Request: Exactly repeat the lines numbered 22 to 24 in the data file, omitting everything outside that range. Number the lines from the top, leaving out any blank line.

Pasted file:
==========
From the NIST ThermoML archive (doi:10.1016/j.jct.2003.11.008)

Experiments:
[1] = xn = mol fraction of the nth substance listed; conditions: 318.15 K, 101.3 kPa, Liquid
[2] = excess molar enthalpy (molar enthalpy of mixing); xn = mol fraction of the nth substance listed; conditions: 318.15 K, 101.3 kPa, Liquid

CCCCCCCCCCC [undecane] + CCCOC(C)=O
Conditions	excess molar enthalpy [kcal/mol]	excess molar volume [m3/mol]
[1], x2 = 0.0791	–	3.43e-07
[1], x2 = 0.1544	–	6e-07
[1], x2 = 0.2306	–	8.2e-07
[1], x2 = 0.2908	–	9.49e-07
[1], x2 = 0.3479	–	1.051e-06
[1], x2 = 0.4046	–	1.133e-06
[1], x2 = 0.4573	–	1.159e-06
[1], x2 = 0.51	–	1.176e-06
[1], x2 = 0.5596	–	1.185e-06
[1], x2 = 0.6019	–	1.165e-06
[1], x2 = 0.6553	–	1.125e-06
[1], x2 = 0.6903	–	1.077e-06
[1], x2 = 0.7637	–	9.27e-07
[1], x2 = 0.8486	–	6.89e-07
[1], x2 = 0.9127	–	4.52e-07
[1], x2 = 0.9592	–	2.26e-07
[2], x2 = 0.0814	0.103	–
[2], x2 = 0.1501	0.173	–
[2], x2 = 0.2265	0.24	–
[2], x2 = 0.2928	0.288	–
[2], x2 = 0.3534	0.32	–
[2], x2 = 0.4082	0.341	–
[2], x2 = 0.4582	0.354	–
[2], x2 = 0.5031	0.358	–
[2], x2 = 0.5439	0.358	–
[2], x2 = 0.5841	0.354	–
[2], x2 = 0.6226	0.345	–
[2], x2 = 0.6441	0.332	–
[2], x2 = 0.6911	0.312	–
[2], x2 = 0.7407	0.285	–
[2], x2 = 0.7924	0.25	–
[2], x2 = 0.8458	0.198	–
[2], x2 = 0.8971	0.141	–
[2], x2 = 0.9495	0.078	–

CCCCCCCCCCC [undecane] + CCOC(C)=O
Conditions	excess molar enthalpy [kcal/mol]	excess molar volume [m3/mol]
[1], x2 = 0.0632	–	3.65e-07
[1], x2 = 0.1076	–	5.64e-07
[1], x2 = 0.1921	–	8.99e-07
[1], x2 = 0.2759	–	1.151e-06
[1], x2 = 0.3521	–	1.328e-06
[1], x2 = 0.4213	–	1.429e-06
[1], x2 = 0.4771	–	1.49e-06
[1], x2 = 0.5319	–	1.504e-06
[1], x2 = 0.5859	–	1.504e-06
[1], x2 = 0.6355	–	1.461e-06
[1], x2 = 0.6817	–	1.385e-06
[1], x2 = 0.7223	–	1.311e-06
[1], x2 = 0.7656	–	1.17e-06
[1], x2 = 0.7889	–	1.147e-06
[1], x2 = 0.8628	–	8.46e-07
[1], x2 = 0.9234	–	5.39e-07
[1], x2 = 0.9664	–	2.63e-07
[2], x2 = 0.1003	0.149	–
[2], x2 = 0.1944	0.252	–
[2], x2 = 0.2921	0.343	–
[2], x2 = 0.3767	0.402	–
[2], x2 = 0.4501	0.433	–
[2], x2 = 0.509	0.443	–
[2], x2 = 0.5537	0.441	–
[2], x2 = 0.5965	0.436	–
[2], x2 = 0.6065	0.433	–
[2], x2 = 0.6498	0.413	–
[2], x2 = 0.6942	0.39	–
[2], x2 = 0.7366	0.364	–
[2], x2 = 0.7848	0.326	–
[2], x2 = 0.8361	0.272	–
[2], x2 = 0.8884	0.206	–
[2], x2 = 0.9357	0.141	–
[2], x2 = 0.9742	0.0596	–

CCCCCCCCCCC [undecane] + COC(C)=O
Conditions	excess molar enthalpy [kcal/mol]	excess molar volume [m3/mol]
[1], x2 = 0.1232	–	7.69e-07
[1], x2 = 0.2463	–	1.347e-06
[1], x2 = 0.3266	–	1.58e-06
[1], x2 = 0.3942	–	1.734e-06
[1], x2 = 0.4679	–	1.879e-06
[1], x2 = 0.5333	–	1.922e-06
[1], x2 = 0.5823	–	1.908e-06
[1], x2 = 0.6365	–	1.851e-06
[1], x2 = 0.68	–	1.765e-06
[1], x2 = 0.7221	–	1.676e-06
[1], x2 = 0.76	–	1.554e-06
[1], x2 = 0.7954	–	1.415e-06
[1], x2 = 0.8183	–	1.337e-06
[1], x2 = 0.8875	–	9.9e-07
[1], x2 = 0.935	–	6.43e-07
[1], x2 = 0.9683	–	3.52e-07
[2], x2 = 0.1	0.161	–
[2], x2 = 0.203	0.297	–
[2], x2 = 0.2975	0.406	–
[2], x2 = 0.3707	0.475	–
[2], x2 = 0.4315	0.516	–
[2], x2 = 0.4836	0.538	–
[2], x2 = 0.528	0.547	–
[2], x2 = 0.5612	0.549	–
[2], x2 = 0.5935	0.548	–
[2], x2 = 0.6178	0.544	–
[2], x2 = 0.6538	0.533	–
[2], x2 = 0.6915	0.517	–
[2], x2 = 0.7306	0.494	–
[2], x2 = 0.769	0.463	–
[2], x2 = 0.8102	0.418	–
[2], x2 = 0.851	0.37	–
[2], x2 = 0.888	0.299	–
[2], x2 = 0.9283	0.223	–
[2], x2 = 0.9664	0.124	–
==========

[1], x2 = 0.9592	–	2.26e-07
[2], x2 = 0.0814	0.103	–
[2], x2 = 0.1501	0.173	–